WINNIPEG, MB - I was brought up enjoying the many different flavours of fish, and this mussels recipe was a real staple in my life back in the day. It brings back memories now. Like the Christmas function for work, when I faced a mussels dish for the first time. I was young, naïve, and full of anticipation when the boss took us to a nice restaurant for dinner. They had “Moulé Marinieres” on the menu. Not afraid of trying something different I ordered them.
The first shock came when a large bowl with a lid was placed in front of me. A second shock followed as I removed the lid! There inside the bowl were the Moulés, with a steaming hot aroma variously of garlic, wine and cream shooting upward. Watching a colleague pick up his two-pronged fork, break loose a mussel from its open-shelled mooring place and slip it onto a soup-filled spoon for his first mouthful of the delicacy, I steeled myself to smoothly follow suit. I think I succeeded. The fun with moulés is that after the first moulé the empty shell becomes your fork for picking the other mussels out of their shells and eating them. And boy the eating is pure heaven!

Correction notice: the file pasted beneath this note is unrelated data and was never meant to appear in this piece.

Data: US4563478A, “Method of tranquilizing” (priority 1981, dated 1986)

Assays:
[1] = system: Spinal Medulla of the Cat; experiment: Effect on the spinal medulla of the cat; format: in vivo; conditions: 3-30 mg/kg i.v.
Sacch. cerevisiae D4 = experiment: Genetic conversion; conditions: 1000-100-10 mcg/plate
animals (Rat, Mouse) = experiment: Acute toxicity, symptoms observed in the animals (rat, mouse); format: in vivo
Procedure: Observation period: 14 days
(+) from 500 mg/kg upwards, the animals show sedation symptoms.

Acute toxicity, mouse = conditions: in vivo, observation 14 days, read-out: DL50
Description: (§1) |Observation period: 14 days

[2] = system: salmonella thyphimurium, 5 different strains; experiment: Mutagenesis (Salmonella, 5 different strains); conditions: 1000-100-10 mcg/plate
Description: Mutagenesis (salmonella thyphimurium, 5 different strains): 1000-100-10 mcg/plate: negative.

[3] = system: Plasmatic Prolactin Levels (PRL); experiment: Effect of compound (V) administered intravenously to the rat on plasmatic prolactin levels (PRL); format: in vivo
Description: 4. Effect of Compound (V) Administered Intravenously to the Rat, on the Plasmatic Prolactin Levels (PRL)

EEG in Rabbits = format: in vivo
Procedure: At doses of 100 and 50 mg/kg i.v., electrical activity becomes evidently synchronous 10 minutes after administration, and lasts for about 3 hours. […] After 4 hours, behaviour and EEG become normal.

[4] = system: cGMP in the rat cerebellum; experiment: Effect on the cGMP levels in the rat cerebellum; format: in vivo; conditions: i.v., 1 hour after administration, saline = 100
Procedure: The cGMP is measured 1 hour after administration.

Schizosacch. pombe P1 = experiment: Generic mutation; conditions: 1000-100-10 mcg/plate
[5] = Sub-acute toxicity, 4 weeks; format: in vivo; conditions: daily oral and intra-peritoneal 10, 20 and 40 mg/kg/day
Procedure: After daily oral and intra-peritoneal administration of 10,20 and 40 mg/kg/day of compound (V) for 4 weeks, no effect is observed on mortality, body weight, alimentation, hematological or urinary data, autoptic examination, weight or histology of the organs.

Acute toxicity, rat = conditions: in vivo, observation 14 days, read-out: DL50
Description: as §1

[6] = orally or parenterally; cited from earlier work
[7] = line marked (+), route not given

- 4 pounds of mussels in their shells
- 1 clove garlic (finely chopped)
- 2 shallots, finely chopped
- ¼ cup of butter
- A bouquet garni of parsley, thyme and bay leaves
- 1 cup dry white wine
- ½ cup of whipping cream
- ¼ cup coarsely chopped parsley
- 1 baguette, thickly sliced
- A pinch of coarse sea salt and pepper
It’s very important now to ensure that you thoroughly wash the mussels under plenty of cold, running water. Discard any open ones that won't close when lightly squeezed.
When cleaning, pull out the tough, fibrous beards protruding from between the tightly closed shells and then knock off any barnacles with a large knife. Give the mussels another quick rinse to remove any little pieces of shell that may be left behind.
Place a pot on the stove large enough for your mussels. Add the butter and turn the heat to medium. Once the butter has melted, add the garlic and shallots to soften, then pour in your bouquet garni.
Once softened, add the mussels and wine and turn up the heat. Then cover and steam the mussel shells open in their own juices for three to four minutes. Give the pan a good shake every now and then. You want all the flavours to be enveloped by the mussels.
Steam the mussels until all the shells have opened. Then remove the bouquet garni, add the cream and chopped parsley and remove from the heat to prevent the cream from curdling. Spoon into large warmed bowls and serve with lots of crusty bread.
Ian Leatt is general manager of Pegasus Publications and a trained chef.